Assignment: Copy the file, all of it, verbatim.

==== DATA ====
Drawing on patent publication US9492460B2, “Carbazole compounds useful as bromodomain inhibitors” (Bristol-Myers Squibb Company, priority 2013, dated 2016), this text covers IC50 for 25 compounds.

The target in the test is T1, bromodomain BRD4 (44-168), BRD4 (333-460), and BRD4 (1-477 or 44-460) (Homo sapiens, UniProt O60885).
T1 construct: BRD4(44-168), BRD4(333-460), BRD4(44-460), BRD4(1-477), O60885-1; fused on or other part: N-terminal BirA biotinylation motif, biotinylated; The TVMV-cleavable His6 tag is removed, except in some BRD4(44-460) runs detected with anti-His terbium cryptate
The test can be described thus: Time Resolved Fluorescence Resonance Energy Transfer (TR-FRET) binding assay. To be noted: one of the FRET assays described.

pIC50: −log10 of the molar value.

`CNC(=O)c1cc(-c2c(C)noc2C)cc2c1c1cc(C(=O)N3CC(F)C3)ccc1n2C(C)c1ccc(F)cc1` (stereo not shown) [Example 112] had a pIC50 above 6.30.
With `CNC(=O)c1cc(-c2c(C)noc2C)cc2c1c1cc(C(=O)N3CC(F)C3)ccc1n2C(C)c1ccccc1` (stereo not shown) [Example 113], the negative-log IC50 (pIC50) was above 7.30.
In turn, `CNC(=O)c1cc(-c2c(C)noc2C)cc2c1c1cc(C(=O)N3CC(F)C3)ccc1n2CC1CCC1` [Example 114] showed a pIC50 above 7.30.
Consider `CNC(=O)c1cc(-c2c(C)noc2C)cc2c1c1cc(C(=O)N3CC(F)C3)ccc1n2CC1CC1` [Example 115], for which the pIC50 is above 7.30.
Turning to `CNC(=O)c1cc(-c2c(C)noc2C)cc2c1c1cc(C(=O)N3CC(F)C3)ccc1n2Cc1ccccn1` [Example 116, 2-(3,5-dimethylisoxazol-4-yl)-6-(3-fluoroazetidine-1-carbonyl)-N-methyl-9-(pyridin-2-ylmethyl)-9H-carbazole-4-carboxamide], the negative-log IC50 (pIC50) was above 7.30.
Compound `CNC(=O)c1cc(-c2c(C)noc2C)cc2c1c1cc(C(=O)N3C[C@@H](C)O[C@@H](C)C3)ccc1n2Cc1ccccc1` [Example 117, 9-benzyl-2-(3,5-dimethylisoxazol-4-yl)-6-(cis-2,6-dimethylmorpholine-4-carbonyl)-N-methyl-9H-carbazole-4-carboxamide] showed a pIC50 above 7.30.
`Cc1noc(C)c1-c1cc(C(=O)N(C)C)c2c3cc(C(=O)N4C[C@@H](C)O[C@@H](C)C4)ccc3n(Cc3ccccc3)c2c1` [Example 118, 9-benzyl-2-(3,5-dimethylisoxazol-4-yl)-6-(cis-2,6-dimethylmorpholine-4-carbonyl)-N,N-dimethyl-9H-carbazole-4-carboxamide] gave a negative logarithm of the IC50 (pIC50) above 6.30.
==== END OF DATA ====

Drawing on patent publication US9492460B2, “Carbazole compounds useful as bromodomain inhibitors” (Bristol-Myers Squibb Company, priority 2013, dated 2016), this text covers IC50 for 25 compounds.

The target in the test is T1, bromodomain BRD4 (44-168), BRD4 (333-460), and BRD4 (1-477 or 44-460) (Homo sapiens, UniProt O60885).
T1 construct: BRD4(44-168), BRD4(333-460), BRD4(44-460), BRD4(1-477), O60885-1; fused on or other part: N-terminal BirA biotinylation motif, biotinylated; The TVMV-cleavable His6 tag is removed, except in some BRD4(44-460) runs detected with anti-His terbium cryptate
The test can be described thus: Time Resolved Fluorescence Resonance Energy Transfer (TR-FRET) binding assay. To be noted: one of the FRET assays described.

pIC50: −log10 of the molar value.

`CNC(=O)c1cc(-c2c(C)noc2C)cc2c1c1cc(C(=O)N3CC(F)C3)ccc1n2C(C)c1ccc(F)cc1` (stereo not shown) [Example 112] had a pIC50 above 6.30.
With `CNC(=O)c1cc(-c2c(C)noc2C)cc2c1c1cc(C(=O)N3CC(F)C3)ccc1n2C(C)c1ccccc1` (stereo not shown) [Example 113], the negative-log IC50 (pIC50) was above 7.30.
In turn, `CNC(=O)c1cc(-c2c(C)noc2C)cc2c1c1cc(C(=O)N3CC(F)C3)ccc1n2CC1CCC1` [Example 114] showed a pIC50 above 7.30.
Consider `CNC(=O)c1cc(-c2c(C)noc2C)cc2c1c1cc(C(=O)N3CC(F)C3)ccc1n2CC1CC1` [Example 115], for which the pIC50 is above 7.30.
Turning to `CNC(=O)c1cc(-c2c(C)noc2C)cc2c1c1cc(C(=O)N3CC(F)C3)ccc1n2Cc1ccccn1` [Example 116, 2-(3,5-dimethylisoxazol-4-yl)-6-(3-fluoroazetidine-1-carbonyl)-N-methyl-9-(pyridin-2-ylmethyl)-9H-carbazole-4-carboxamide], the negative-log IC50 (pIC50) was above 7.30.
Compound `CNC(=O)c1cc(-c2c(C)noc2C)cc2c1c1cc(C(=O)N3C[C@@H](C)O[C@@H](C)C3)ccc1n2Cc1ccccc1` [Example 117, 9-benzyl-2-(3,5-dimethylisoxazol-4-yl)-6-(cis-2,6-dimethylmorpholine-4-carbonyl)-N-methyl-9H-carbazole-4-carboxamide] showed a pIC50 above 7.30.
`Cc1noc(C)c1-c1cc(C(=O)N(C)C)c2c3cc(C(=O)N4C[C@@H](C)O[C@@H](C)C4)ccc3n(Cc3ccccc3)c2c1` [Example 118, 9-benzyl-2-(3,5-dimethylisoxazol-4-yl)-6-(cis-2,6-dimethylmorpholine-4-carbonyl)-N,N-dimethyl-9H-carbazole-4-carboxamide] gave a negative logarithm of the IC50 (pIC50) above 6.30.